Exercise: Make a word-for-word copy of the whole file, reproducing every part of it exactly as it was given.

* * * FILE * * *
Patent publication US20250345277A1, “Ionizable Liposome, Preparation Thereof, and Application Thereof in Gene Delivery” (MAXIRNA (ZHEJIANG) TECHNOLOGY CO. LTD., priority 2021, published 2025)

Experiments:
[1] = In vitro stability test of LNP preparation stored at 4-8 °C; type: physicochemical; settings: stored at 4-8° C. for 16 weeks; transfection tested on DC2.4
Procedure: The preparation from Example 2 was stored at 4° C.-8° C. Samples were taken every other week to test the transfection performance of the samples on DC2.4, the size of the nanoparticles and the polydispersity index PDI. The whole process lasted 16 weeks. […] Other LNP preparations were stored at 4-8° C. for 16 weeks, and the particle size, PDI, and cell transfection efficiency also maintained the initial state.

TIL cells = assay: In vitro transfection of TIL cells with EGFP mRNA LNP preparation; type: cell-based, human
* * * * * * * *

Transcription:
Patent publication US20250345277A1, “Ionizable Liposome, Preparation Thereof, and Application Thereof in Gene Delivery” (MAXIRNA (ZHEJIANG) TECHNOLOGY CO. LTD., priority 2021, published 2025)

Experiments:
[1] = In vitro stability test of LNP preparation stored at 4-8 °C; type: physicochemical; settings: stored at 4-8° C. for 16 weeks; transfection tested on DC2.4
Procedure: The preparation from Example 2 was stored at 4° C.-8° C. Samples were taken every other week to test the transfection performance of the samples on DC2.4, the size of the nanoparticles and the polydispersity index PDI. The whole process lasted 16 weeks. […] Other LNP preparations were stored at 4-8° C. for 16 weeks, and the particle size, PDI, and cell transfection efficiency also maintained the initial state.

TIL cells = assay: In vitro transfection of TIL cells with EGFP mRNA LNP preparation; type: cell-based, human